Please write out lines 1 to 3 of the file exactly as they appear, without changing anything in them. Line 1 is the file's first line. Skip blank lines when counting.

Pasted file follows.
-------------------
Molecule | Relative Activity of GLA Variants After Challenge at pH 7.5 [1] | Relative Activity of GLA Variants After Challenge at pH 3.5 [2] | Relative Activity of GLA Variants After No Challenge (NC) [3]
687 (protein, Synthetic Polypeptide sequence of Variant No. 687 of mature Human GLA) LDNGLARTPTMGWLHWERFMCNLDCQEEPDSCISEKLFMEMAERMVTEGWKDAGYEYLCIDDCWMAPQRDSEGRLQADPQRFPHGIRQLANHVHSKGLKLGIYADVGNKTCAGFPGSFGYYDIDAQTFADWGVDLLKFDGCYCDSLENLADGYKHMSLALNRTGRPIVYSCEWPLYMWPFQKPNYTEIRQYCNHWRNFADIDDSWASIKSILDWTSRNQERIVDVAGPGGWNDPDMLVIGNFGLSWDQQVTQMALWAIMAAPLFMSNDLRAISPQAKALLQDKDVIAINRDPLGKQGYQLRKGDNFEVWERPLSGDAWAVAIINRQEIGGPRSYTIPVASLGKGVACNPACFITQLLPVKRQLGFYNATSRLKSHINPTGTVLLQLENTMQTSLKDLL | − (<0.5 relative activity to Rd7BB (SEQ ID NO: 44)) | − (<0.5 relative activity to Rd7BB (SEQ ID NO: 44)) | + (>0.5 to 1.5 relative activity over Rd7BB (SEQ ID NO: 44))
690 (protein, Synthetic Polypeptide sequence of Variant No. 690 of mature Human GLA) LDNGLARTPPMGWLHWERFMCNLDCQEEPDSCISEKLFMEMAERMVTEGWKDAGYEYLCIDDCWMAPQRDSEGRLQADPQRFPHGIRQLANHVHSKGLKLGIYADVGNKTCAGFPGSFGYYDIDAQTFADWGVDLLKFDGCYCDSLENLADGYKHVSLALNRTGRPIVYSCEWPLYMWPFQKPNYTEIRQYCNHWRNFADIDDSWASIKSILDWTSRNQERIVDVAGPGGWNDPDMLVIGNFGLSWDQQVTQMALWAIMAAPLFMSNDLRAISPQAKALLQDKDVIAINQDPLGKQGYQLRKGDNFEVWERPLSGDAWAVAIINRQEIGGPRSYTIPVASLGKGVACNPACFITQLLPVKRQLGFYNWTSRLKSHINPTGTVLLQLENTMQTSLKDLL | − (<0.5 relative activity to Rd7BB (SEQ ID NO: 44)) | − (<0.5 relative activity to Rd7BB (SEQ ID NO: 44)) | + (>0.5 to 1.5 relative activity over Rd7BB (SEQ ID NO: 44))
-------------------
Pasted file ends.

Molecule | Relative Activity of GLA Variants After Challenge at pH 7.5 [1] | Relative Activity of GLA Variants After Challenge at pH 3.5 [2] | Relative Activity of GLA Variants After No Challenge (NC) [3]
687 (protein, Synthetic Polypeptide sequence of Variant No. 687 of mature Human GLA) LDNGLARTPTMGWLHWERFMCNLDCQEEPDSCISEKLFMEMAERMVTEGWKDAGYEYLCIDDCWMAPQRDSEGRLQADPQRFPHGIRQLANHVHSKGLKLGIYADVGNKTCAGFPGSFGYYDIDAQTFADWGVDLLKFDGCYCDSLENLADGYKHMSLALNRTGRPIVYSCEWPLYMWPFQKPNYTEIRQYCNHWRNFADIDDSWASIKSILDWTSRNQERIVDVAGPGGWNDPDMLVIGNFGLSWDQQVTQMALWAIMAAPLFMSNDLRAISPQAKALLQDKDVIAINRDPLGKQGYQLRKGDNFEVWERPLSGDAWAVAIINRQEIGGPRSYTIPVASLGKGVACNPACFITQLLPVKRQLGFYNATSRLKSHINPTGTVLLQLENTMQTSLKDLL | − (<0.5 relative activity to Rd7BB (SEQ ID NO: 44)) | − (<0.5 relative activity to Rd7BB (SEQ ID NO: 44)) | + (>0.5 to 1.5 relative activity over Rd7BB (SEQ ID NO: 44))
690 (protein, Synthetic Polypeptide sequence of Variant No. 690 of mature Human GLA) LDNGLARTPPMGWLHWERFMCNLDCQEEPDSCISEKLFMEMAERMVTEGWKDAGYEYLCIDDCWMAPQRDSEGRLQADPQRFPHGIRQLANHVHSKGLKLGIYADVGNKTCAGFPGSFGYYDIDAQTFADWGVDLLKFDGCYCDSLENLADGYKHVSLALNRTGRPIVYSCEWPLYMWPFQKPNYTEIRQYCNHWRNFADIDDSWASIKSILDWTSRNQERIVDVAGPGGWNDPDMLVIGNFGLSWDQQVTQMALWAIMAAPLFMSNDLRAISPQAKALLQDKDVIAINQDPLGKQGYQLRKGDNFEVWERPLSGDAWAVAIINRQEIGGPRSYTIPVASLGKGVACNPACFITQLLPVKRQLGFYNWTSRLKSHINPTGTVLLQLENTMQTSLKDLL | − (<0.5 relative activity to Rd7BB (SEQ ID NO: 44)) | − (<0.5 relative activity to Rd7BB (SEQ ID NO: 44)) | + (>0.5 to 1.5 relative activity over Rd7BB (SEQ ID NO: 44))